I remember, especially, going to McQueen shows — (they) were just so out of this world and creative. Pardon my French, but he didn’t give a fuck. He was pushing the boundaries of design; that really did influence me, and still does — because I feel like that does not exist in fashion anymore. Now it’s like, how many bags and sunglasses and shoes can we sell, rather than, say, let’s make a dress out of seashells. Back then, when I was experimenting, I remember using live birds and butterflies and different things in my work just to push my boundaries. Some of it was successful and some of it failed, but that really made me a better artist.

Kim Kardashian wrote the foreword for this book. What makes your relationship with her so special?

Well, my relationship started with her mom, Kris Jenner. She has taught me a lot because she’s always had such amazing taste and such amazing style. Kimberly also has such a love of art and fashion; she always wants to be on that cutting edge, but in a classic way. She’s definitely not safe. She wants to make a statement. I love working with her because she’s always open to doing different things. She’s always sending me photographs, like, “what if we did something like this but made it our own?” I love the way that she pushes me as a designer.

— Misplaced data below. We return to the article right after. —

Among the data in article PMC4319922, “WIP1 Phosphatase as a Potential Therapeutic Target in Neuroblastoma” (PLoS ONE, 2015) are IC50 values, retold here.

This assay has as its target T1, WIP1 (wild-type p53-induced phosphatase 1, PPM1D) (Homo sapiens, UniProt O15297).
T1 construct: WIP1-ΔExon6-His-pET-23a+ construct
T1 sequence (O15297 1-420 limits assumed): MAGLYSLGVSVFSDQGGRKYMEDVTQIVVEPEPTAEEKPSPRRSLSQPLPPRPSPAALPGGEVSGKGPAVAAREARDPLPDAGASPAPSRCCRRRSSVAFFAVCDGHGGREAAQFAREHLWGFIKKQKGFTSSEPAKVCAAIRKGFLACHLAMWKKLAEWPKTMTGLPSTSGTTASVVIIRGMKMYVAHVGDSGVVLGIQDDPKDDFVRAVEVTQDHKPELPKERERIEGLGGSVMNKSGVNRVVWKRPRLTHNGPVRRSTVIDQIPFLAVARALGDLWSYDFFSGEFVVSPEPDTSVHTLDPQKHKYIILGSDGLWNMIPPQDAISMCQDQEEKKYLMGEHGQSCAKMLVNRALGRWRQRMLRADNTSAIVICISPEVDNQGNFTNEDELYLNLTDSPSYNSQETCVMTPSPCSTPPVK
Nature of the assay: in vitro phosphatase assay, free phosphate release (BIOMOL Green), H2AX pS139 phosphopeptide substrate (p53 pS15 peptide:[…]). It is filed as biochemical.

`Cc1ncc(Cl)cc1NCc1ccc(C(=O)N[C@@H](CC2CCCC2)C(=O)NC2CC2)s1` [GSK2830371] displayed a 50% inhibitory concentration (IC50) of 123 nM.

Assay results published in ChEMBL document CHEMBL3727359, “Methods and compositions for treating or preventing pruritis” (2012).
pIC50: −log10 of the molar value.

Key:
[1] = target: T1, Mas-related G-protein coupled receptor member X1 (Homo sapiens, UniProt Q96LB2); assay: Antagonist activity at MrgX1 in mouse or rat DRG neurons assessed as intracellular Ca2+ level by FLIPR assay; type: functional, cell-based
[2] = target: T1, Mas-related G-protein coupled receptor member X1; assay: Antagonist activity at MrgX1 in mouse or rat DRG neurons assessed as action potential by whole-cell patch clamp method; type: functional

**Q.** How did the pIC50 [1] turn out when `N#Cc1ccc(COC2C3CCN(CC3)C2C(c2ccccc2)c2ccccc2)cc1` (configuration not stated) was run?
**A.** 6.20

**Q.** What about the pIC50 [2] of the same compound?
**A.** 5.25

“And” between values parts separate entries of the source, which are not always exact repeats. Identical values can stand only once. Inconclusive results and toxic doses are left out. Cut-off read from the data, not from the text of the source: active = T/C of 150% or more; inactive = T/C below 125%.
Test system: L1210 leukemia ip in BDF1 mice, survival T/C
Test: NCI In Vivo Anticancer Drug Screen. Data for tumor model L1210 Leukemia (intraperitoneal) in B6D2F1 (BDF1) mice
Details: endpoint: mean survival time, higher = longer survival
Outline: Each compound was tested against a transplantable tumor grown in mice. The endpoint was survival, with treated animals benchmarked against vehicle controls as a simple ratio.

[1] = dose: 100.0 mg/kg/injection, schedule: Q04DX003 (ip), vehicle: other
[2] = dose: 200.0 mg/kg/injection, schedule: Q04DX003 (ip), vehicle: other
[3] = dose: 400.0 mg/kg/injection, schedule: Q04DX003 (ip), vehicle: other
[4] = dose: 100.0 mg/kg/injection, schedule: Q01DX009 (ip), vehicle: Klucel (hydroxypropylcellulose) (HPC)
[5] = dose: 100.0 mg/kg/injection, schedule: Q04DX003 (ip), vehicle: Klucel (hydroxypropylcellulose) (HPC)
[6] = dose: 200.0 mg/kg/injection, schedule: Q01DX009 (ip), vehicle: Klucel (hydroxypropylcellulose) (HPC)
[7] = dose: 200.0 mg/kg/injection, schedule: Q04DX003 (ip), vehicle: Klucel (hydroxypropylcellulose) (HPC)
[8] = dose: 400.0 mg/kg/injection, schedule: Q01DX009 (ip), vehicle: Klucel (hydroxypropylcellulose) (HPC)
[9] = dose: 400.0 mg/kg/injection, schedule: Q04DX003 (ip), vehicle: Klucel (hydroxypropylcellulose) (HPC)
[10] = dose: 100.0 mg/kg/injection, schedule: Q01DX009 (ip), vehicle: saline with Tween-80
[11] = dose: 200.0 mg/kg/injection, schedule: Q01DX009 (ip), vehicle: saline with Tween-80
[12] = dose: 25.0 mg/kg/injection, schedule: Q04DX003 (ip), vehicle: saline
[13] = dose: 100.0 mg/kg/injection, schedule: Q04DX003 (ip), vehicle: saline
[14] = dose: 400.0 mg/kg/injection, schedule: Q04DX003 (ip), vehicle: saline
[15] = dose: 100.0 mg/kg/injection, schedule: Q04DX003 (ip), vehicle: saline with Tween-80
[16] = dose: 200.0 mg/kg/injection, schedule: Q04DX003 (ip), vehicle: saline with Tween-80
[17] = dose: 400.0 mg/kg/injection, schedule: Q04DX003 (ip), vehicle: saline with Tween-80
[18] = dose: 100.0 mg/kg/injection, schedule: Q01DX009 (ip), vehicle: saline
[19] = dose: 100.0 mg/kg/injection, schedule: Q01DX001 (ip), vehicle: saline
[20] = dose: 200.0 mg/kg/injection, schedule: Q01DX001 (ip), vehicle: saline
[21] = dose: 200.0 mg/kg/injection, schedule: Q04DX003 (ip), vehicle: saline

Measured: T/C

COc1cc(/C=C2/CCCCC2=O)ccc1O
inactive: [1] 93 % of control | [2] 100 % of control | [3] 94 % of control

They’re great friends and they’re great clients. We’re very similar in our love of photography and fashion and, especially with Kim, a love of architecture now. Which for me is interesting because a lot of what I do with flowers has to do with architecture.

It seems like your work is very much in communication with the architecture and environment it lives in. How do you navigate that?

Exactly. I think the architectural aspect of my work really started because I had no idea what I was getting myself into with (the George V hotel) when I started there. It’s just so heavy and French and classical; I was like, I have to do something here that’s the total opposite of this so that my work actually gets noticed, and doesn’t just fade away into the tapestries. that’s when I started to work very architecturally, the flowers in bold colors, very strong bold lines. It really made a difference.

And then I won out in the end because all the heavy furniture in the lobby got taken away. Take away the furniture, put in more flowers!